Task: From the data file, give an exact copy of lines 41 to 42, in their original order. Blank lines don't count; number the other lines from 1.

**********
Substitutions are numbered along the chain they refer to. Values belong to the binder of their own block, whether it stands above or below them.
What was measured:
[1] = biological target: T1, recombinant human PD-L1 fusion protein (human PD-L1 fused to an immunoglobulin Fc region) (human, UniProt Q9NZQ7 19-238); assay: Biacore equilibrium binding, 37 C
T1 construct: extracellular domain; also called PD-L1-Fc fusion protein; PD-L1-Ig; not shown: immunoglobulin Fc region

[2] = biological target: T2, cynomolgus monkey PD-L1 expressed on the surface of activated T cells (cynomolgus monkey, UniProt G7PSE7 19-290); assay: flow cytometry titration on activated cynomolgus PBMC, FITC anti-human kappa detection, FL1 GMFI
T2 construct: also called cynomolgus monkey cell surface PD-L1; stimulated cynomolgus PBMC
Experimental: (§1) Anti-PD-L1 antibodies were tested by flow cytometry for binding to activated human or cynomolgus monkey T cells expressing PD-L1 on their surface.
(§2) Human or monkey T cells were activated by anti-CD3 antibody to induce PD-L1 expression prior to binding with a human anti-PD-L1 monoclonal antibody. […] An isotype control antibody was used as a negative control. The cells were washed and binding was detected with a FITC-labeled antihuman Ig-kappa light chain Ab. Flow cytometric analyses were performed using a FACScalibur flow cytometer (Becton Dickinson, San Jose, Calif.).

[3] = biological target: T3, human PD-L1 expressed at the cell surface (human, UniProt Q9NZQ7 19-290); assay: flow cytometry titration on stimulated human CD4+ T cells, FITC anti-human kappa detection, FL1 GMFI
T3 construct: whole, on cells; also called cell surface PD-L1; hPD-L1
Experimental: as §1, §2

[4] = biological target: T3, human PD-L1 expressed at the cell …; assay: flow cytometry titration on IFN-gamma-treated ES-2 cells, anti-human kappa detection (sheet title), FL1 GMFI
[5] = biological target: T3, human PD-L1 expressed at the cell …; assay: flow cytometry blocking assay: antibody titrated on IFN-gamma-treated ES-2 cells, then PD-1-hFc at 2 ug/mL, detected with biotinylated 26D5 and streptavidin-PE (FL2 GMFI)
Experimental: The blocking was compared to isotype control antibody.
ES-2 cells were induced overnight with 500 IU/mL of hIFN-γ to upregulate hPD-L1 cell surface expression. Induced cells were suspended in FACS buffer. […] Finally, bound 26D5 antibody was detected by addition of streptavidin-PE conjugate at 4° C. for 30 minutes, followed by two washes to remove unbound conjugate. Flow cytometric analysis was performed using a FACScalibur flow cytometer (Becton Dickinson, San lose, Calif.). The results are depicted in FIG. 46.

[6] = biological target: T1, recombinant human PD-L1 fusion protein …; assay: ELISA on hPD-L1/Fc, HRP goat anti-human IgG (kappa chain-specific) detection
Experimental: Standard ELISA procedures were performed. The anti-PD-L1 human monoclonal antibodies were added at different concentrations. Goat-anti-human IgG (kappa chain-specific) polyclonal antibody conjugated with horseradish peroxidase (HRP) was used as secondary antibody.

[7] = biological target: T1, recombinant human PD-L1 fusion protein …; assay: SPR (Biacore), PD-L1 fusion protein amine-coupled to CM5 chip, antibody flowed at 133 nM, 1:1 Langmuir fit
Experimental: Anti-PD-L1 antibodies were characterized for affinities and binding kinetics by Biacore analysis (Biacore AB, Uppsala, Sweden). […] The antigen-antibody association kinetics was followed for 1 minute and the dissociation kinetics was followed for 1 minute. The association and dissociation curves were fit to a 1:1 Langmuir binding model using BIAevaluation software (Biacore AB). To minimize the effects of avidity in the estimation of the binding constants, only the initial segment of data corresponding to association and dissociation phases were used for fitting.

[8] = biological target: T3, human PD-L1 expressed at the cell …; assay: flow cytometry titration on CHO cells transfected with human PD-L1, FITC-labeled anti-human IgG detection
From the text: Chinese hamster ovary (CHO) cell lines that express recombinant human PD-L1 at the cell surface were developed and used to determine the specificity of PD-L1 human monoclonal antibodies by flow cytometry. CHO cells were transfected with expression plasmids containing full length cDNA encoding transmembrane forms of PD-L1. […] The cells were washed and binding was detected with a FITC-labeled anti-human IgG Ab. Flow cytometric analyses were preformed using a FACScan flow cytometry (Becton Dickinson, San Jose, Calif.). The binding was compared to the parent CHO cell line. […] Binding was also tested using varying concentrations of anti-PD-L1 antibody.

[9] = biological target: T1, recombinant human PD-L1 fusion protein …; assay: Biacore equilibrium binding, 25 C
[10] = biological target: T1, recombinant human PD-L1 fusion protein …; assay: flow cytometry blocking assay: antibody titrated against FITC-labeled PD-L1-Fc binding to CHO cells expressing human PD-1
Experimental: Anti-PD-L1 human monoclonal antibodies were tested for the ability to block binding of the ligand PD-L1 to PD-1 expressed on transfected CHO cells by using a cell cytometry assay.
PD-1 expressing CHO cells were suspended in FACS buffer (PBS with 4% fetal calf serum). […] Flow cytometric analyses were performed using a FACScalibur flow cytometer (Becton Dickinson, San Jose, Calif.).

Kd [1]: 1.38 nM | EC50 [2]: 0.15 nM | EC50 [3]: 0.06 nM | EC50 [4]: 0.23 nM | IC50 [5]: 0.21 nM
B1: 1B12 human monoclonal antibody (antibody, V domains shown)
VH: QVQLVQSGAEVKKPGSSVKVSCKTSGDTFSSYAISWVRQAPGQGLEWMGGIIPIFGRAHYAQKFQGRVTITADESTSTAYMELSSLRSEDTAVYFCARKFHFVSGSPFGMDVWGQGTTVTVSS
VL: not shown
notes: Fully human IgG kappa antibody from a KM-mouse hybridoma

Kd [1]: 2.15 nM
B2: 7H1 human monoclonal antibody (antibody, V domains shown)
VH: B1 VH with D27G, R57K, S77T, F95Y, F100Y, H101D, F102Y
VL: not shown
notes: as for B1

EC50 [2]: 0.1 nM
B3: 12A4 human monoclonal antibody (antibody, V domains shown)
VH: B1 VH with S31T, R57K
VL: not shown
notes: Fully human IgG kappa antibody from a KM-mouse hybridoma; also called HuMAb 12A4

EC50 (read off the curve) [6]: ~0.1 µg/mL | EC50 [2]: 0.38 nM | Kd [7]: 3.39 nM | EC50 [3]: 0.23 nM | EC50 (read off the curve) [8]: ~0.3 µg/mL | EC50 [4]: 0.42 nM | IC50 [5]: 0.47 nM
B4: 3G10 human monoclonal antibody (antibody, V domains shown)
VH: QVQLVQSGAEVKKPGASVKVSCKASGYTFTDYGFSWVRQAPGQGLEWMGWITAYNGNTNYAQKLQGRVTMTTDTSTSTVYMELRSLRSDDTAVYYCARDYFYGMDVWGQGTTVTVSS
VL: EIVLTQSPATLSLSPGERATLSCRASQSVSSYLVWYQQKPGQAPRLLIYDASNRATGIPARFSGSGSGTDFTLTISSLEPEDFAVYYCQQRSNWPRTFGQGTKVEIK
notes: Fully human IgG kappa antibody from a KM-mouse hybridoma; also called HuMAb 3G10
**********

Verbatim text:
EC50 (read off the curve) [6]: ~0.1 µg/mL | EC50 [2]: 0.38 nM | Kd [7]: 3.39 nM | EC50 [3]: 0.23 nM | EC50 (read off the curve) [8]: ~0.3 µg/mL | EC50 [4]: 0.42 nM | IC50 [5]: 0.47 nM
B4: 3G10 human monoclonal antibody (antibody, V domains shown)